The numbers of Welsh-born living in England amounts to 1% (or 561,000 people, perhaps more) of the English population. The number of English-born in Wales (20.8%) amounts to 637,200 people. So there's clearly been net "English" in migration, but it's a difference of just 76,000 people compared to those leaving. And not all of them will be "English".

Place of birth

In 2001, there was a local authority average of 26.9% of the population born outside Wales. In 2011, that's risen to 29.2% - which is slightly higher than the Welsh national figure (27.4%). This is because the actual figures across Wales vary wildly on a county-to-county level.

% of resident population
not born in Wales
(click to enlarge)

Only two local authorities – Conwy and Denbighshire – saw a fall in the numbers born outside Wales.

However, in Powys and Flintshire, half of the resident population were born outside Wales, with the likes of Conwy (45.5%) and Ceredigion (44.5%) close behind. In fact, the numbers born outside Wales are heavily skewed towards rural parts of the country with the exception of Carmarthenshire.

Now, most of the people reading this are going to immediately point to English in migration. But....

The numbers of people in Wales born in England – outlined further up - have remained relatively stable. There's no evidence of a "mass influx", and in the south the numbers born in England have flatlined or even fallen slightly. Nationally, the English-born population of Wales has only risen by 0.5% compared to 2001, and the bulk of that can be accounted to Powys, Carmarthenshire and Neath Port Talbot. Even Cardiff has only seen a 0.6% rise.

Change in the % of residents born in England
(click to enlarge)

The evidence points to the increase in people being born outside Wales being driven by migrants from the European Union (post 2004 enlargement) or elsewhere, perhaps mainly international students. This was a point I made in the Welsh language post.

Wrexham (+2.6%), Ceredigion (+1.4%), Cardiff (+1.8) and Carmarthenshire (+1.3%) have all seen a rise in EU-born residents that completely outstrips English-born once non-EU born are added to that. It's a similar pattern in every local authority.

At local authority level, there's an average 2.2% increase in the numbers born outside Wales. Up to 1.95% (88%) of that is down to EU and "other" immigrants. It's almost identical to the average fall in the number of Welsh-born residents.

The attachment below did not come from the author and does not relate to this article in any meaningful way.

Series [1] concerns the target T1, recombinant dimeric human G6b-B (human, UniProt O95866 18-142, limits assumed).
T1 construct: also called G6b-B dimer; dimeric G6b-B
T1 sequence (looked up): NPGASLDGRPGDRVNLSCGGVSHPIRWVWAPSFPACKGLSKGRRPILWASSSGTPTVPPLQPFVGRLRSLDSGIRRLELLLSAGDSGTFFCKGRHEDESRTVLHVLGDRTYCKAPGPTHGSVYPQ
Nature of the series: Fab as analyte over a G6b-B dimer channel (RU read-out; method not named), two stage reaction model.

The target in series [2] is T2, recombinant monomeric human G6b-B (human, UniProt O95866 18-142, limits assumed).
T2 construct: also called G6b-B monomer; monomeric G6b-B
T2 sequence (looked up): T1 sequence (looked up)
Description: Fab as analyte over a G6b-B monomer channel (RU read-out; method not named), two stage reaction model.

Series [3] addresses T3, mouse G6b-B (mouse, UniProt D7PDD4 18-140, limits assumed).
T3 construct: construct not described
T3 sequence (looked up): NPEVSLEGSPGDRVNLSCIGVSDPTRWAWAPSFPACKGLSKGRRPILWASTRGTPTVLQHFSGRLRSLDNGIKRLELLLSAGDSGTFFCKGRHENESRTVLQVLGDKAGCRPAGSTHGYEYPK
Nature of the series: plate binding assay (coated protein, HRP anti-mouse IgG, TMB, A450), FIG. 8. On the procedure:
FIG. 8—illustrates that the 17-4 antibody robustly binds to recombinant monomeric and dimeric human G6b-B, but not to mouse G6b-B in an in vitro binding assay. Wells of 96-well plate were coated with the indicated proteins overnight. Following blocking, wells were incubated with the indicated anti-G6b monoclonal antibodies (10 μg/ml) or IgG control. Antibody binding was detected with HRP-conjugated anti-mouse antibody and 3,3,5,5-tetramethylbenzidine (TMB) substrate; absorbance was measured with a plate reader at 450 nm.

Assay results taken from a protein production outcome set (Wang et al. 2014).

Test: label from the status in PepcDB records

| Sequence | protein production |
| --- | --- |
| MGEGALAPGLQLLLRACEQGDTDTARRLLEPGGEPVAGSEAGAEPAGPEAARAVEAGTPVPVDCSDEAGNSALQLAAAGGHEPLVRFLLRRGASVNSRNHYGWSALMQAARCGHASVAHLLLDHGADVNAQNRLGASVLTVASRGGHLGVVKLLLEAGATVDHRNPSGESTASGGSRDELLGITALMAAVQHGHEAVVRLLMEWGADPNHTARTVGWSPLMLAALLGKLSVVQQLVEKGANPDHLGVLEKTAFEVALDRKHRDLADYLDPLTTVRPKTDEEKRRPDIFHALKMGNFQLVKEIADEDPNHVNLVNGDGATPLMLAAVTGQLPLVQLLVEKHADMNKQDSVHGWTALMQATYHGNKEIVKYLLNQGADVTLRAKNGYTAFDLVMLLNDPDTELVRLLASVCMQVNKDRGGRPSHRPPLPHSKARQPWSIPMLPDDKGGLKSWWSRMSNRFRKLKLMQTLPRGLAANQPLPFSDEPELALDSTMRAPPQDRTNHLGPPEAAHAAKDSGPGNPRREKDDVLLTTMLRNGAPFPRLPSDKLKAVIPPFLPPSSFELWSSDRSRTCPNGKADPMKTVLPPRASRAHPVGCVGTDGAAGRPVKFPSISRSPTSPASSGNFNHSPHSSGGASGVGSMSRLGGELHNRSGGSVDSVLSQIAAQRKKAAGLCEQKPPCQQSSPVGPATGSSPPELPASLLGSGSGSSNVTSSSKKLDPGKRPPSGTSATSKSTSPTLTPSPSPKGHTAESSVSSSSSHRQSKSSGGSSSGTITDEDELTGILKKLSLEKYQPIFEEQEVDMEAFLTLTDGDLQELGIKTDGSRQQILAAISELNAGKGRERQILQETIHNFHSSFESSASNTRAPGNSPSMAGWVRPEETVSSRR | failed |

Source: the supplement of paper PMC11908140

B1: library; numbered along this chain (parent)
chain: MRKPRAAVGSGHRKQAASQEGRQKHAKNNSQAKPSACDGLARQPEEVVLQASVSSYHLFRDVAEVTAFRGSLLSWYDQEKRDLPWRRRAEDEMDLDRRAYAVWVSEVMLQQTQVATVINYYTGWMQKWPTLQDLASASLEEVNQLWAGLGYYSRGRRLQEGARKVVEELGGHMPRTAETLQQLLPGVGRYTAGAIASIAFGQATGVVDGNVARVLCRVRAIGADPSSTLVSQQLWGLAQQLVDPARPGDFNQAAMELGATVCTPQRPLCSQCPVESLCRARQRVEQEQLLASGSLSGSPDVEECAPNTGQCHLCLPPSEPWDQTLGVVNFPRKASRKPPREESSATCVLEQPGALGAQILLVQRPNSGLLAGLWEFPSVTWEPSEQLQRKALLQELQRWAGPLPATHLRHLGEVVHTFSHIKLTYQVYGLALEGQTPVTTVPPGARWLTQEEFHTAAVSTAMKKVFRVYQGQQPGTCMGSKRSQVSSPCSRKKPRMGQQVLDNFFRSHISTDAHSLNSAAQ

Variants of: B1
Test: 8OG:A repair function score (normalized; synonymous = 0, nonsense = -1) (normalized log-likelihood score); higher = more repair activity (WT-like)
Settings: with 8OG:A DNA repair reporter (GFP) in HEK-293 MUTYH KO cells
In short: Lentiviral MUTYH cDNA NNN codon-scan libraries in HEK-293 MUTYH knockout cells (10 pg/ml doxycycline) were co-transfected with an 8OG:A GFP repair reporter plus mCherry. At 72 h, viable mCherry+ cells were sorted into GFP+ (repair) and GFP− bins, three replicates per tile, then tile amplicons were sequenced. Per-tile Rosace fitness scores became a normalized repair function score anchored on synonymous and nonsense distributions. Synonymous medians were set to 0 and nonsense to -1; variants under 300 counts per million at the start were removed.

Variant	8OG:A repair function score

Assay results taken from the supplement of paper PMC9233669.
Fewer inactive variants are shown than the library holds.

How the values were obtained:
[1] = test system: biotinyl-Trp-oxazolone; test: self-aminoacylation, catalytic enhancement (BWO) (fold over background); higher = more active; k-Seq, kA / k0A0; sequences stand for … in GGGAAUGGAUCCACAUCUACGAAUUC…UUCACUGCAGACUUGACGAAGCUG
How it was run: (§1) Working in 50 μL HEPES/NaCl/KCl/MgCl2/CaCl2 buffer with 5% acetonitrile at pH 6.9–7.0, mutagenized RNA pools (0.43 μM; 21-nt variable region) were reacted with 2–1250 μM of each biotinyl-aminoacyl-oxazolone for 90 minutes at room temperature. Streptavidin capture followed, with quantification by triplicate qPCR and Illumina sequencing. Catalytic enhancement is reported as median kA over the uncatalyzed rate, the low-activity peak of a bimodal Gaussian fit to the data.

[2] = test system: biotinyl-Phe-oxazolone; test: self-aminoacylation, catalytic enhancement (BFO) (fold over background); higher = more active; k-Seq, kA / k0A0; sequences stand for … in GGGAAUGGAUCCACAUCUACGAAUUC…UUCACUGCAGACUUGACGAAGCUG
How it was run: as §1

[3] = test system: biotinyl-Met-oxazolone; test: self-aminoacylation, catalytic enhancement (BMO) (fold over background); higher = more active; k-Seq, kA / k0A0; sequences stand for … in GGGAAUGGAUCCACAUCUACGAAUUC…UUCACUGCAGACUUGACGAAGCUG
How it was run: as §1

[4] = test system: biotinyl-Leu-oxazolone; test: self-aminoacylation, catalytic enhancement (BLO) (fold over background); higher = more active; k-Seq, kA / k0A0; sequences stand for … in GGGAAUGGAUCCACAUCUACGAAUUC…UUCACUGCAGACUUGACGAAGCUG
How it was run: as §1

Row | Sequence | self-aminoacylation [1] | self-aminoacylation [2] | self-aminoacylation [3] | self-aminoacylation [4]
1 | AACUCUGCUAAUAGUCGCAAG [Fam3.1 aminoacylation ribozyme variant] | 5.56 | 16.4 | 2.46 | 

So if you're determined to want a migratory reason as to why the percentage of Welsh-speakers have fallen, you'll have to look much, much further east than Offa's Dyke.

Change in the % of residents not born in Wales
(Click to enlarge)

It's also fair to point out that being "born in England" doesn't mean you're not Welsh, or vice versa.Quite a fair number of Welsh babies in border counties like Powys will have been born in English hospitals I'd imagine – the Royal Shrewsbury is closer than Bronglais. 20.8% of the Welsh population may have been born in England, but only 13.8% of the population consider themselves wholly or partially "English."

Oh, and under those definitions I'm not Welsh either. I count in the census as someone "not born in Wales." If you're going to judge nationality by birthplace alone, I guess I'm going to have to "bugger off home" with a Cantonese dictionary tucked under my arm and leave Wales for the "proper Welsh."

Race in Wales

Outside the cities and university towns, it's safe to say that
Wales remains (relatively) mono-ethnic.
(Pic : BBC Asian Network)

There's little point analysing Caucasians. The average "white" ethnic population per local authority was 96.6%. Bears in woods. Compare that to the 86% total for EnglandandWales.

That means in terms of people from mixed, black, Asian or other (i.e Arab) backgrounds, the all-Wales average is just 3.4% - and that's been dragged upwards by a handful of local authorities.

The only local authorities that can point to having anything close to a multi-ethnic population are Cardiff and Newport. In Cardiff, 15.3% of people are from a mixed or minority ethnic backgrounds, while it's 10% in Newport. Swansea comes in fairly close behind them, but even there 94% of the population are from white ethnic groups.

The largest minority ethnic group across Wales are Indian, Pakistani and Bangladeshi Asians. This broadly corroborates my last census post on religion, where Islam and Hinduism are the two largest faiths outside Christianity.

% of the resident population from a mixed,
black, Asian or other minority ethnic background in 2011
(Click to enlarge)

The largest Chinese communities are in Cardiff (1.2%), Swansea (0.9%) and Gwynedd (0.7%).